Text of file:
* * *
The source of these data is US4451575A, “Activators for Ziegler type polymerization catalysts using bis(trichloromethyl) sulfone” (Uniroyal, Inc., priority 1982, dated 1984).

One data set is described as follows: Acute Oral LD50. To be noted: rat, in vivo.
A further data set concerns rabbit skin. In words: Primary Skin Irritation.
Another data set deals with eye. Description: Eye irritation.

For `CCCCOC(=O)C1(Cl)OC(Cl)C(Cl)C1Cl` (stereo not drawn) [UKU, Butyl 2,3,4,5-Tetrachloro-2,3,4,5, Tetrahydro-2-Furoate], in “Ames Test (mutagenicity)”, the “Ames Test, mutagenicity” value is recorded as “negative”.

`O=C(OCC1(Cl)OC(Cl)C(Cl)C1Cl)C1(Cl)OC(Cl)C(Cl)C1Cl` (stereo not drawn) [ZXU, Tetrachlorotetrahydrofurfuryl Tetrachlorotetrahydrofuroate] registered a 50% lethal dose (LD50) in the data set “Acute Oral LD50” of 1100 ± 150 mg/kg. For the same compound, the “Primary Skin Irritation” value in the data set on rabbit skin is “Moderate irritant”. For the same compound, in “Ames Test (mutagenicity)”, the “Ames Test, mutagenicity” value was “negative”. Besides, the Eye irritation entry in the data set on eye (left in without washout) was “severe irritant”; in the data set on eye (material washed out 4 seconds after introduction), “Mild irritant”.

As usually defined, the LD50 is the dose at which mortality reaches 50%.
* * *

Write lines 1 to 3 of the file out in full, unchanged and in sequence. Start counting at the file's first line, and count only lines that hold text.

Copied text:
The source of these data is US4451575A, “Activators for Ziegler type polymerization catalysts using bis(trichloromethyl) sulfone” (Uniroyal, Inc., priority 1982, dated 1984).

One data set is described as follows: Acute Oral LD50. To be noted: rat, in vivo.
A further data set concerns rabbit skin. In words: Primary Skin Irritation.